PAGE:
Our proposal goes beyond any initiative, by promoting the expansion of public space through a pedestrian plaza, and by complying with land occupation guidelines, the building is set back from the sidewalk as much as possible, expanding the public space to create a city. The shaded space extends from the sidewalk an additional 20 meters, inviting pedestrians to use the space for living, rest and recreation, designed with universal accessibility.

A market study conducted by the property owner determined that the project would consist of a power center building with a mix of commercial storefronts and corporate office space, offering accessible commerce and convenience to the patrons. While this business model is relatively common, we wanted to take it a step further and proposed to create a public space available to all. This took the form of a public, shaded recreational space for pedestrians and even non-consumers to enjoy. This urban terrace immediately adds value to the surrounding context.

Functionality: The project had to accommodate the typical commercial storefront layout, rectangular and in battery. In order to avoid one of the most common problems in commercial centers, the lack of interest and desire to access the upper floors, it was decided to give prominence to the escalators and place them in the center as a focal point, providing greater accessibility to the users. Continuous walkways propose various routes to access the three different levels, reaching urban terraces which are oriented toward the dominant winds. These terraces are perfect for cafeterias, bars and restaurants and are connected to elevators and escalators via the main walkways. The large overhangs invite users to stay and enjoy the space. To complement the commercial area, there is a different volume containing the corporate office spaces. This volume has a different function and language than the first, generating a “glass box” structure typical of corporate buildings. The spaces are more private and conducive to offices. Internal circulations have high efficiency causing the rented space to be more cost effective. Rental spaces for modular “self service” offices to be rented and subdivided according to the needs of each company.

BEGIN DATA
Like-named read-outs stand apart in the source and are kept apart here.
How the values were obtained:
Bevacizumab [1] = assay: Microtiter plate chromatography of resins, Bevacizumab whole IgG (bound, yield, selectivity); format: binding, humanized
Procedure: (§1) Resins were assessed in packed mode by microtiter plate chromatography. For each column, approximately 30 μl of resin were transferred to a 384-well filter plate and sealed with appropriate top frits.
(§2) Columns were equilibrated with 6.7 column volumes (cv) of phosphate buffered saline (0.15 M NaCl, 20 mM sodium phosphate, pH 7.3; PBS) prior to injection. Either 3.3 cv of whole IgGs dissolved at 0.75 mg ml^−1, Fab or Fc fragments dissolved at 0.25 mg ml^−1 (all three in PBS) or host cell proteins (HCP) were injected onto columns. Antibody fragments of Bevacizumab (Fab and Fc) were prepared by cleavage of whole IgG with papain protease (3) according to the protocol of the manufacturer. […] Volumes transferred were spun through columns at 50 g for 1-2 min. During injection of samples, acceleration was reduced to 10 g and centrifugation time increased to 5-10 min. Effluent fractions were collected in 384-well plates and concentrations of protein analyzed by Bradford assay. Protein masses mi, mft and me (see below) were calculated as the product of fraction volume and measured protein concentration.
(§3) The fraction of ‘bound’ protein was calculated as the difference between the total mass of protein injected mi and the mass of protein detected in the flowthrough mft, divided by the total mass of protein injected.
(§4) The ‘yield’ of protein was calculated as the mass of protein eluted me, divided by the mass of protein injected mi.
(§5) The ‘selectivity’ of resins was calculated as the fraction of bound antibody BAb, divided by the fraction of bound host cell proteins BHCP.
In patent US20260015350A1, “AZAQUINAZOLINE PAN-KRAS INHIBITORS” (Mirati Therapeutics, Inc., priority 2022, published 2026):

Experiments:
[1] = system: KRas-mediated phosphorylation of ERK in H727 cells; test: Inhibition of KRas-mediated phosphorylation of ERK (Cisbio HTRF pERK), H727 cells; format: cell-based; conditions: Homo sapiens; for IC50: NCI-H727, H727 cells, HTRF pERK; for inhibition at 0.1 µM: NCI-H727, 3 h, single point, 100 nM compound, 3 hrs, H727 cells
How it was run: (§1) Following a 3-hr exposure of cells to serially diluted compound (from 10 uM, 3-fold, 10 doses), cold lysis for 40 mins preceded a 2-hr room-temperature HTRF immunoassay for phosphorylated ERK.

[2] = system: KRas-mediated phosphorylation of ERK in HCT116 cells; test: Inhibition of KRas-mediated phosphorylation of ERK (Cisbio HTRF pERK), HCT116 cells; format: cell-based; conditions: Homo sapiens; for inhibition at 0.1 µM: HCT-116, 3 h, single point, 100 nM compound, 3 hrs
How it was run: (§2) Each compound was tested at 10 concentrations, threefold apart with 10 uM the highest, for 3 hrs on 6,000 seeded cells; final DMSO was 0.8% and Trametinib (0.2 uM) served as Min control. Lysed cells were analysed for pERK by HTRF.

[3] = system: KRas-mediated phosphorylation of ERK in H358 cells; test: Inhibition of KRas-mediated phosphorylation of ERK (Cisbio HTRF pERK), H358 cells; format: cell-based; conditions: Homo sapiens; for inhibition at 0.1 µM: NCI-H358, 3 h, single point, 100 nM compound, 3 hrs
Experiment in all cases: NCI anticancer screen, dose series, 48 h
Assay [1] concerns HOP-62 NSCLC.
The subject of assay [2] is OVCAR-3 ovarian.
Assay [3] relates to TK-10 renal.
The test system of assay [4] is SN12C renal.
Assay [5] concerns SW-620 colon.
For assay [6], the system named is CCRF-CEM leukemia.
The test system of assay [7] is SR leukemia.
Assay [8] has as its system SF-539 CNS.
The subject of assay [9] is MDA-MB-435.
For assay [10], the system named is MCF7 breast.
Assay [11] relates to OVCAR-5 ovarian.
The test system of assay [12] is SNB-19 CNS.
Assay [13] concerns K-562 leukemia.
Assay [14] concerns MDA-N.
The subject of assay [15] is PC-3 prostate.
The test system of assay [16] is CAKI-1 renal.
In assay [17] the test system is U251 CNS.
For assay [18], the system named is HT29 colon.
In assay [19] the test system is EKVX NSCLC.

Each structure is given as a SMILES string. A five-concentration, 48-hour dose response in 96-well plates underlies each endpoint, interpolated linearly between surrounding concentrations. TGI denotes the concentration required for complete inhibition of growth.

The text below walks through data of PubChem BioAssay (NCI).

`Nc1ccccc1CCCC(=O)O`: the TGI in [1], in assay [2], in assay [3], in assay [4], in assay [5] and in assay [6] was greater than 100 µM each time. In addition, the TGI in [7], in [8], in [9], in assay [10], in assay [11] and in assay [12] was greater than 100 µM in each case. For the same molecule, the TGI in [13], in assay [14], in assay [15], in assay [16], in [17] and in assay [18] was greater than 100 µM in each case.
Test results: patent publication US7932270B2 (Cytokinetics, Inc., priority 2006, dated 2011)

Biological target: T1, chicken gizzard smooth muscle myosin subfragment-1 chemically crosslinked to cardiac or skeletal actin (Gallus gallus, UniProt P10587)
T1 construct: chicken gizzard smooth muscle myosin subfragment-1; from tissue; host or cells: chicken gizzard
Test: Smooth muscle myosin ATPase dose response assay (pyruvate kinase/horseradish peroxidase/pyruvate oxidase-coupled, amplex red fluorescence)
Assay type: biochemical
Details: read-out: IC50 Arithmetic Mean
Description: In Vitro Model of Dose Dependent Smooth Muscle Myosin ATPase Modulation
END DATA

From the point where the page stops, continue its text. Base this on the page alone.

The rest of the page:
While it can be a challenge to stay within budget when constructing a building of “normal” design and cost, it can be even more challenging for an atypical building with an irregular structure such as Meet Point. In this case, it was imperative to effectively utilize 3D BIM (Building Information Modeling) technology to develop all design and construction documents, allowing the team to fabricate digital models and collaborate across all disciplines, effectively avoiding construction errors. Another great challenge was the execution of the metal structure, due to its inclined columns and angled joints. This was addressed by designing, manufacturing and cutting the pieces digitally, then assembling them on site using screws. The other major challenge was the angled glass facade of the corporate office area, which was also solved by digitally designing, fabricating and manufacturing the parts.

Sophia Martínez, Ali García, Johan Velasco, Uriel Mena, Cecilia Pablo, Eder Hernandez, José Rodriguez, Ana Avilés, Valeria Gómez , Victor y Sergio Sanz Pont.

Meet Point by sanzpont arquitectura in Mexico won the WA Award Cycle 33. Please find below the WA Award poster for this project.

Downloaded 54 times.


Favorited 1 times